Analyzing Recent Trends in Medicaid/CHIP Applications: What We Do and Do Not Know
This data note discusses changes in the number of applications for Medicaid/CHIP coverage during the coronavirus pandemic. Application data include new applications for coverage that are received by state Medicaid/CHIP agencies and (if relevant) the State Based Marketplace; in many states, applications also include renewals and redeterminations. Data are from the Centers for Medicare and Medicaid Service (CMS) Performance Indicator Project, which is designed to track enrollment and an array of other measures to assess states’ Medicaid program performance. However, CMS has mostly focused on monthly enrollment totals, and other measures are either not publicly available or are not included in monthly summaries from CMS, though CMS recently highlighted changes in applications (see Methods box for more details about the data).
Enrollment in Medicaid/CHIP has increased steadily by more than 6 million individuals (9%) from February to September 2020, though it’s difficult to tease out the effects of the economic crisis with people losing their jobs from the requirement that states maintain coverage for people already enrolled in Medicaid during the public health emergency (PHE). The total number of Medicaid/CHIP applications has decreased by more than 150,000 (-6%) in the same time period, which might on the surface suggest that fewer people are applying for coverage even in the face of large job and income losses, but data limitations – in particular, the fact that application statistics do not distinguish between new signups and renewals – make it difficult to draw any clear conclusions.
For the median state, which is more stable than using the national total, the number of applications peaked in March 2020 (+12% from February) with a sharp decline in May 2020 (-22% from February), and applications only began increasing again in June and July 2020 (-16% and -13% from February) before leveling off in recent months (Figure 1). The decrease in applications is likely due to a number of factors and likely includes a reduction in renewals and redeterminations as well as the effects of lockdowns and closures due to the pandemic.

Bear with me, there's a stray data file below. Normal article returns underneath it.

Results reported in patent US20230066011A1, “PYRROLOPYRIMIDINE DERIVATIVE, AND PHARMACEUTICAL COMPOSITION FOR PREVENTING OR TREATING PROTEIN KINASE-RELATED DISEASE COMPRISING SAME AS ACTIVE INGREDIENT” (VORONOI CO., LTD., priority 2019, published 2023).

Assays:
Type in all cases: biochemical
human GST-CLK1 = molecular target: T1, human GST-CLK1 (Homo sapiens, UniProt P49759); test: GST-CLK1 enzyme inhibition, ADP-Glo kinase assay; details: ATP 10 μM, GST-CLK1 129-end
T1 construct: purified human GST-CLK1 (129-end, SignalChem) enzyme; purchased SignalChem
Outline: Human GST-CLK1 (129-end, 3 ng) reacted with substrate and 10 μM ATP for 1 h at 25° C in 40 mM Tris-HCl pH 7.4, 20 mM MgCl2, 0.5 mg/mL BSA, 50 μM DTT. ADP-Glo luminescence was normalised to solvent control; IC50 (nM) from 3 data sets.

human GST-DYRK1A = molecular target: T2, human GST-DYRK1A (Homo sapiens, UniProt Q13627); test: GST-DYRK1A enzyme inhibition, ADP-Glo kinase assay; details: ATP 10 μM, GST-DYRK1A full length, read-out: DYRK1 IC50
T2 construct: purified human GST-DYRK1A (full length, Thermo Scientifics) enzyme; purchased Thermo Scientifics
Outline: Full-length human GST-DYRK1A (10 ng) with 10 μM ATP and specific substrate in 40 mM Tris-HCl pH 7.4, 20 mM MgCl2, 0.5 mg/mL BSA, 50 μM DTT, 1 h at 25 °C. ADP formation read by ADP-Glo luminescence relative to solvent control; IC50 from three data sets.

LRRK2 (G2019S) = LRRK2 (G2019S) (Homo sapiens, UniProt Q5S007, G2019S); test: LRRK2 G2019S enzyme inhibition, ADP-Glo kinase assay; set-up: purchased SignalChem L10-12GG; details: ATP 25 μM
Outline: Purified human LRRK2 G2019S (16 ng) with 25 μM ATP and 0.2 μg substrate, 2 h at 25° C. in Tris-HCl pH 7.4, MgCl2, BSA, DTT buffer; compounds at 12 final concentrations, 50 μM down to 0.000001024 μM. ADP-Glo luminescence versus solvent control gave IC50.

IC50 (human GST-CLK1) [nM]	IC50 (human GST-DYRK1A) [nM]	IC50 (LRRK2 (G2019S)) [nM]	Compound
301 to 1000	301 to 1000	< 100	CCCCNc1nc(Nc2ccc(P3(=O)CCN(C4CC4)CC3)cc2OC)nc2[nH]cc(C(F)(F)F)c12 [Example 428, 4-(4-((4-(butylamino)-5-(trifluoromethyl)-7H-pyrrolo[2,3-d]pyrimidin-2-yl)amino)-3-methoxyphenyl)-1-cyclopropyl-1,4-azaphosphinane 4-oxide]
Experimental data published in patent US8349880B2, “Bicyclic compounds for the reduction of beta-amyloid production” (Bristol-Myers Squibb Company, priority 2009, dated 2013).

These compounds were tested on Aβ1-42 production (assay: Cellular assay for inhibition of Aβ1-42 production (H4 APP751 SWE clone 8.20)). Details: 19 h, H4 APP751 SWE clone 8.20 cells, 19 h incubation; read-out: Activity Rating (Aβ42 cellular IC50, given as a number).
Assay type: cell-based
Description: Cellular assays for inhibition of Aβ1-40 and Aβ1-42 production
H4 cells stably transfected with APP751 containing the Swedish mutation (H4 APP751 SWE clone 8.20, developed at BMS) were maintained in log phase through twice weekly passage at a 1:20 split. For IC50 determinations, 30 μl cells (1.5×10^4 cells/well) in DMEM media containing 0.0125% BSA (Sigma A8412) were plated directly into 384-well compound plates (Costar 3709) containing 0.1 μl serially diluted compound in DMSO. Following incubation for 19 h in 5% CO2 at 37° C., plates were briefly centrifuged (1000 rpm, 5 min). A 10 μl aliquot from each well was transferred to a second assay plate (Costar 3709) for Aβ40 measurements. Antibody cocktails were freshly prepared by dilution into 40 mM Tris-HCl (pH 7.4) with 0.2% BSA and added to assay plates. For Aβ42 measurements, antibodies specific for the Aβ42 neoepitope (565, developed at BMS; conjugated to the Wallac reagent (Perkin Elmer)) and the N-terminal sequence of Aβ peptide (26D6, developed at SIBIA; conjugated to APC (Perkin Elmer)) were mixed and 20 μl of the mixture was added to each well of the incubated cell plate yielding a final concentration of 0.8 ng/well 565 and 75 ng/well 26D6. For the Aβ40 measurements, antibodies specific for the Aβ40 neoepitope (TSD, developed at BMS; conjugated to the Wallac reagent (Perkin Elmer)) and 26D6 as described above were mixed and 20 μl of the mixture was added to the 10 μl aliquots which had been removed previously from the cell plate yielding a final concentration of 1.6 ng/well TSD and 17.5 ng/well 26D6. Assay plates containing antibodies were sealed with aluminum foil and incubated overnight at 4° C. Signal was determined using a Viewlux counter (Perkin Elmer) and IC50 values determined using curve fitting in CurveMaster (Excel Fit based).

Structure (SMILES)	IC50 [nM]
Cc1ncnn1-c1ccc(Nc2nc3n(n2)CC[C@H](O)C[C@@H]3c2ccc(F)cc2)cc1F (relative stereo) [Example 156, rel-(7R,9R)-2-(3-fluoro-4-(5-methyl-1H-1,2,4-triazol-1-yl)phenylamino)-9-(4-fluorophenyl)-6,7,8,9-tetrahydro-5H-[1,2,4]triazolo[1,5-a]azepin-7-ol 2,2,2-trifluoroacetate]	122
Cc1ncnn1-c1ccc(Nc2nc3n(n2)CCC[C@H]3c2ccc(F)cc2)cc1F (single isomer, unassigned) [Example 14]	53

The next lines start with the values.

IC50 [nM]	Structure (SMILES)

While the continuous coverage provisions of the FFCRA likely played a role in the decline of applications, it is difficult to parse out the impact based on the data available. In exchange for receiving an enhanced federal match rate on Medicaid spending, state Medicaid agencies must ensure continuous coverage for those enrolled as of March 2020. Initial guidance from CMS also specified that states could not move enrollees to a new eligibility category. As a result, most states likely stopped or slowed processing renewals. While states still could not disenroll people from Medicaid, some states may have started to process renewals over the summer contributing to an uptick in applications. States could start a new 12-month renewal period if all other eligibility criteria can be verified. These renewals could help stagger renewals at the end of the PHE. Available data do not identify new applications from renewals or redeterminations, and it is difficult to identify their role in declining application totals. In more recent guidance effective November 2, 2020, CMS reversed earlier guidance and specified that states are required to transition most enrollees determined ineligible for their current coverage to different coverage pathways for which they are eligible if such a transition is in the same tier of coverage (but cannot disenroll individuals). It is possible that this revised guidance could contribute to increases in application data in the upcoming months.